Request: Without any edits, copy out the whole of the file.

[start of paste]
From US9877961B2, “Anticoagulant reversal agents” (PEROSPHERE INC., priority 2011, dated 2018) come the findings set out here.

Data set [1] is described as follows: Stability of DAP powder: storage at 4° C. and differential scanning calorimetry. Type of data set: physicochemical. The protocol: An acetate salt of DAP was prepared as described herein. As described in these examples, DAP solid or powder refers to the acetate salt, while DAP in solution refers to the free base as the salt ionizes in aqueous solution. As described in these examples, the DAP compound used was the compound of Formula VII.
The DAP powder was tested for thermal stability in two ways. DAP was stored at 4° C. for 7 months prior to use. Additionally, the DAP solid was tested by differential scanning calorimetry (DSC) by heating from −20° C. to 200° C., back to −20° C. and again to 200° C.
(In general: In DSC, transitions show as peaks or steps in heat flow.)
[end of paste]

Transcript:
From US9877961B2, “Anticoagulant reversal agents” (PEROSPHERE INC., priority 2011, dated 2018) come the findings set out here.

Data set [1] is described as follows: Stability of DAP powder: storage at 4° C. and differential scanning calorimetry. Type of data set: physicochemical. The protocol: An acetate salt of DAP was prepared as described herein. As described in these examples, DAP solid or powder refers to the acetate salt, while DAP in solution refers to the free base as the salt ionizes in aqueous solution. As described in these examples, the DAP compound used was the compound of Formula VII.
The DAP powder was tested for thermal stability in two ways. DAP was stored at 4° C. for 7 months prior to use. Additionally, the DAP solid was tested by differential scanning calorimetry (DSC) by heating from −20° C. to 200° C., back to −20° C. and again to 200° C.
(In general: In DSC, transitions show as peaks or steps in heat flow.)